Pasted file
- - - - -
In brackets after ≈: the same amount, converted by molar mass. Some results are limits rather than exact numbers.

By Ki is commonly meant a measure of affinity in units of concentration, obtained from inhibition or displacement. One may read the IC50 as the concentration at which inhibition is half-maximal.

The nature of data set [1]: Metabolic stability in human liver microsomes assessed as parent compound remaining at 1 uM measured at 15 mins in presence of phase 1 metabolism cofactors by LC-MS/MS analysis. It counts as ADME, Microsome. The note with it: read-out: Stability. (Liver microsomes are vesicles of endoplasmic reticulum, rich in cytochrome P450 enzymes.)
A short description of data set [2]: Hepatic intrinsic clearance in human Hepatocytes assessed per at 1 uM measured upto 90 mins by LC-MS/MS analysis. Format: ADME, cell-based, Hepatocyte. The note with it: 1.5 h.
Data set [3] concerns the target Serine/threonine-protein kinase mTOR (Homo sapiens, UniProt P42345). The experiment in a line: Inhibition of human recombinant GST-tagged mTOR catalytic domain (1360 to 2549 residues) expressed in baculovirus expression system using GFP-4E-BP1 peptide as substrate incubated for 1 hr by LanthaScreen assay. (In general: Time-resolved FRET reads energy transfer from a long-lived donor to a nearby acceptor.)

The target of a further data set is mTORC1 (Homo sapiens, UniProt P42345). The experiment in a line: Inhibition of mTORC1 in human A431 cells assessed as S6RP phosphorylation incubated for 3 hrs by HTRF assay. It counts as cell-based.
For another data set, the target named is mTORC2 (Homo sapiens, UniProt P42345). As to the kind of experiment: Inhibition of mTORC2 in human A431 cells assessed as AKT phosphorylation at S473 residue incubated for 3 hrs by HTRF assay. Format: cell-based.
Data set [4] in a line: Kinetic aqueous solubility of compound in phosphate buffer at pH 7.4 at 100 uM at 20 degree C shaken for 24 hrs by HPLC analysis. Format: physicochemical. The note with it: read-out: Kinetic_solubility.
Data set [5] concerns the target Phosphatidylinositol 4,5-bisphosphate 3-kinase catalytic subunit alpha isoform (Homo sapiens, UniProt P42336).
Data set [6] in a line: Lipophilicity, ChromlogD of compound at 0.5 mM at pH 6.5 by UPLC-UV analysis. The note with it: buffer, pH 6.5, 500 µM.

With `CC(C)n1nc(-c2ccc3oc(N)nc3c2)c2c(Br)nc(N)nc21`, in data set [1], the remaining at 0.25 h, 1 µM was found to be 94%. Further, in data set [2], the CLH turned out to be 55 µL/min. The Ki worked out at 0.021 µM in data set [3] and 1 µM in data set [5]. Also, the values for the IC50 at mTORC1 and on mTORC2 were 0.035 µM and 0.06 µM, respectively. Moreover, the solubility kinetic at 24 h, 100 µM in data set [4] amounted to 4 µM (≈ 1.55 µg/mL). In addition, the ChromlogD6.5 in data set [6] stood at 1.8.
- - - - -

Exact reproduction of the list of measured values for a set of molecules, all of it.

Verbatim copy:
In brackets after ≈: the same amount, converted by molar mass. Some results are limits rather than exact numbers.

By Ki is commonly meant a measure of affinity in units of concentration, obtained from inhibition or displacement. One may read the IC50 as the concentration at which inhibition is half-maximal.

The nature of data set [1]: Metabolic stability in human liver microsomes assessed as parent compound remaining at 1 uM measured at 15 mins in presence of phase 1 metabolism cofactors by LC-MS/MS analysis. It counts as ADME, Microsome. The note with it: read-out: Stability. (Liver microsomes are vesicles of endoplasmic reticulum, rich in cytochrome P450 enzymes.)
A short description of data set [2]: Hepatic intrinsic clearance in human Hepatocytes assessed per at 1 uM measured upto 90 mins by LC-MS/MS analysis. Format: ADME, cell-based, Hepatocyte. The note with it: 1.5 h.
Data set [3] concerns the target Serine/threonine-protein kinase mTOR (Homo sapiens, UniProt P42345). The experiment in a line: Inhibition of human recombinant GST-tagged mTOR catalytic domain (1360 to 2549 residues) expressed in baculovirus expression system using GFP-4E-BP1 peptide as substrate incubated for 1 hr by LanthaScreen assay. (In general: Time-resolved FRET reads energy transfer from a long-lived donor to a nearby acceptor.)

The target of a further data set is mTORC1 (Homo sapiens, UniProt P42345). The experiment in a line: Inhibition of mTORC1 in human A431 cells assessed as S6RP phosphorylation incubated for 3 hrs by HTRF assay. It counts as cell-based.
For another data set, the target named is mTORC2 (Homo sapiens, UniProt P42345). As to the kind of experiment: Inhibition of mTORC2 in human A431 cells assessed as AKT phosphorylation at S473 residue incubated for 3 hrs by HTRF assay. Format: cell-based.
Data set [4] in a line: Kinetic aqueous solubility of compound in phosphate buffer at pH 7.4 at 100 uM at 20 degree C shaken for 24 hrs by HPLC analysis. Format: physicochemical. The note with it: read-out: Kinetic_solubility.
Data set [5] concerns the target Phosphatidylinositol 4,5-bisphosphate 3-kinase catalytic subunit alpha isoform (Homo sapiens, UniProt P42336).
Data set [6] in a line: Lipophilicity, ChromlogD of compound at 0.5 mM at pH 6.5 by UPLC-UV analysis. The note with it: buffer, pH 6.5, 500 µM.

With `CC(C)n1nc(-c2ccc3oc(N)nc3c2)c2c(Br)nc(N)nc21`, in data set [1], the remaining at 0.25 h, 1 µM was found to be 94%. Further, in data set [2], the CLH turned out to be 55 µL/min. The Ki worked out at 0.021 µM in data set [3] and 1 µM in data set [5]. Also, the values for the IC50 at mTORC1 and on mTORC2 were 0.035 µM and 0.06 µM, respectively. Moreover, the solubility kinetic at 24 h, 100 µM in data set [4] amounted to 4 µM (≈ 1.55 µg/mL). In addition, the ChromlogD6.5 in data set [6] stood at 1.8.